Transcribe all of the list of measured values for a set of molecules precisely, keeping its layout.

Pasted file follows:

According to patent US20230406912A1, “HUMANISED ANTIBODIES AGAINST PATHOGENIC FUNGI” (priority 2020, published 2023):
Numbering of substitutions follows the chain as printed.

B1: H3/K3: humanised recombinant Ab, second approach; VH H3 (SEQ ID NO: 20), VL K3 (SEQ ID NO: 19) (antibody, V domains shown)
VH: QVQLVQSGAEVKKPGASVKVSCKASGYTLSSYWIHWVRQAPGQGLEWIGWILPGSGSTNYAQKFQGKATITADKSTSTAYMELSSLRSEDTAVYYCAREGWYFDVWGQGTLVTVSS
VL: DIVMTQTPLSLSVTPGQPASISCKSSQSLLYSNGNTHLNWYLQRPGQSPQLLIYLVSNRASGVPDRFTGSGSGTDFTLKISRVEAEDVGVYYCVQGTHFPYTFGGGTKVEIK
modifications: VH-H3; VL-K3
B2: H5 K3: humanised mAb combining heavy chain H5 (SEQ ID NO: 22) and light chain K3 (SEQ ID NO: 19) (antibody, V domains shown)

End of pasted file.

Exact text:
According to patent US20230406912A1, “HUMANISED ANTIBODIES AGAINST PATHOGENIC FUNGI” (priority 2020, published 2023):
Numbering of substitutions follows the chain as printed.

B1: H3/K3: humanised recombinant Ab, second approach; VH H3 (SEQ ID NO: 20), VL K3 (SEQ ID NO: 19) (antibody, V domains shown)
VH: QVQLVQSGAEVKKPGASVKVSCKASGYTLSSYWIHWVRQAPGQGLEWIGWILPGSGSTNYAQKFQGKATITADKSTSTAYMELSSLRSEDTAVYYCAREGWYFDVWGQGTLVTVSS
VL: DIVMTQTPLSLSVTPGQPASISCKSSQSLLYSNGNTHLNWYLQRPGQSPQLLIYLVSNRASGVPDRFTGSGSGTDFTLKISRVEAEDVGVYYCVQGTHFPYTFGGGTKVEIK
modifications: VH-H3; VL-K3
B2: H5 K3: humanised mAb combining heavy chain H5 (SEQ ID NO: 22) and light chain K3 (SEQ ID NO: 19) (antibody, V domains shown)